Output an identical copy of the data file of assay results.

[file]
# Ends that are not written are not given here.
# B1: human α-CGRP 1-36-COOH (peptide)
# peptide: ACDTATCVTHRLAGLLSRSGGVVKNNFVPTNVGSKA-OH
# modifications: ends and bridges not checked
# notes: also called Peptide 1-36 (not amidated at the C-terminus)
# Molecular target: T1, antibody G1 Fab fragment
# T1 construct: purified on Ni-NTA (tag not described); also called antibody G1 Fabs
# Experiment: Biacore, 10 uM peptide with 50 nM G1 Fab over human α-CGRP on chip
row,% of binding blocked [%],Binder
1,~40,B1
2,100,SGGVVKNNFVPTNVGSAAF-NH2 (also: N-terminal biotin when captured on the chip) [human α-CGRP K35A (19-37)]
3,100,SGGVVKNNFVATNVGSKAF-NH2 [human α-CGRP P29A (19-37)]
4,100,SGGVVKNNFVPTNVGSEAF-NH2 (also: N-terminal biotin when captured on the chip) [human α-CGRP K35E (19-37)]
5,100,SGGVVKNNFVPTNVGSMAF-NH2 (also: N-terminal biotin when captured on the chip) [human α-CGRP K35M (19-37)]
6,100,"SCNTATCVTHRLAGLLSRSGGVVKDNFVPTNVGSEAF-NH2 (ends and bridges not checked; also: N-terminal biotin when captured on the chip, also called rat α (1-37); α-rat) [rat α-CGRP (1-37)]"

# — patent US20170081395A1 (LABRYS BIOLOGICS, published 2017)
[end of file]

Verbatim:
# Ends that are not written are not given here.
# B1: human α-CGRP 1-36-COOH (peptide)
# peptide: ACDTATCVTHRLAGLLSRSGGVVKNNFVPTNVGSKA-OH
# modifications: ends and bridges not checked
# notes: also called Peptide 1-36 (not amidated at the C-terminus)
# Molecular target: T1, antibody G1 Fab fragment
# T1 construct: purified on Ni-NTA (tag not described); also called antibody G1 Fabs
# Experiment: Biacore, 10 uM peptide with 50 nM G1 Fab over human α-CGRP on chip
row,% of binding blocked [%],Binder
1,~40,B1
2,100,SGGVVKNNFVPTNVGSAAF-NH2 (also: N-terminal biotin when captured on the chip) [human α-CGRP K35A (19-37)]
3,100,SGGVVKNNFVATNVGSKAF-NH2 [human α-CGRP P29A (19-37)]
4,100,SGGVVKNNFVPTNVGSEAF-NH2 (also: N-terminal biotin when captured on the chip) [human α-CGRP K35E (19-37)]
5,100,SGGVVKNNFVPTNVGSMAF-NH2 (also: N-terminal biotin when captured on the chip) [human α-CGRP K35M (19-37)]
6,100,"SCNTATCVTHRLAGLLSRSGGVVKDNFVPTNVGSEAF-NH2 (ends and bridges not checked; also: N-terminal biotin when captured on the chip, also called rat α (1-37); α-rat) [rat α-CGRP (1-37)]"

# — patent US20170081395A1 (LABRYS BIOLOGICS, published 2017)